o Within a delineated earthquake fault zone (with exceptions)

o Within a flood zone (with exceptions)

o Identified for conservation or under conservation easement

o Habitat for protected species

• Ellis Act Properties where the Ellis Act was used to evict tenants at any time in the last 15 years.

• Historic Properties - Properties located in a state or local historic district, or properties designated historic landmarks.


Other restrictions:

• Deed restricted affordable housing and rental housing – SB9 projects may not demolish housing that is subject to a recorded covenant, ordinance, or law that restricts rents to levels affordable to persons and families of moderate, low, or very low income.

Nor is it allowed for housing that is subject to any form of rent or price control through a public entity’s valid exercise of its police power. Demolition is also not permitted for housing that has been occupied by a tenant in the last three years.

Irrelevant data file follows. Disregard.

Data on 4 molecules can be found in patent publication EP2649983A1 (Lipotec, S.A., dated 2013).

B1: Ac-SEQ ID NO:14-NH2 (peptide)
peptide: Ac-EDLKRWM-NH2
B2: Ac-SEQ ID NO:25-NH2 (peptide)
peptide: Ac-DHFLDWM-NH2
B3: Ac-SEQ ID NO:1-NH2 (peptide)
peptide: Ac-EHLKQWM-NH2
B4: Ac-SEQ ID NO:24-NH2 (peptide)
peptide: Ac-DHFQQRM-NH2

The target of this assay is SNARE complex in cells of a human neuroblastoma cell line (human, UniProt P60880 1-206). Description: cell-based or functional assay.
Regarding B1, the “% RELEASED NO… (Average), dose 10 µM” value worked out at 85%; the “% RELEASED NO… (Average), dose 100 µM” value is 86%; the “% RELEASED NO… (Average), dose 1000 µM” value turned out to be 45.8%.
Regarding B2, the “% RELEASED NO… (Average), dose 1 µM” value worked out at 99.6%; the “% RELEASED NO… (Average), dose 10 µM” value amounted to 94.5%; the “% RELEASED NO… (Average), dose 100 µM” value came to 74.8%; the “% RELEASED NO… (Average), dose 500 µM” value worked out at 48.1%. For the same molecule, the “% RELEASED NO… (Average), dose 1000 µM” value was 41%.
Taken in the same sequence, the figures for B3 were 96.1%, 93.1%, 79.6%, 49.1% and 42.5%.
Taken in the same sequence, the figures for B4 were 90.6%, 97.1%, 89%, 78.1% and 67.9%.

• No short-term rentals – Rental terms less than 30 days are not allowed.

• Limits on demolition - Projects may not demolish more than25 percent of existing exterior structural walls unless the property has not been occupied by a tenant for 3 years.

Urban Lot Split-Specific Rules

• One use - Only one lot split allowed under SB 9, but note further splits may be possible under regular subdivision procedures.

• Residential only - The uses on the resulting lots are limited to residential uses only.

• Approximately equal size - Each new parcel must be" approximately equal" in lot area provided that one parcel shall not be smaller than 40percent the size of the original parcel.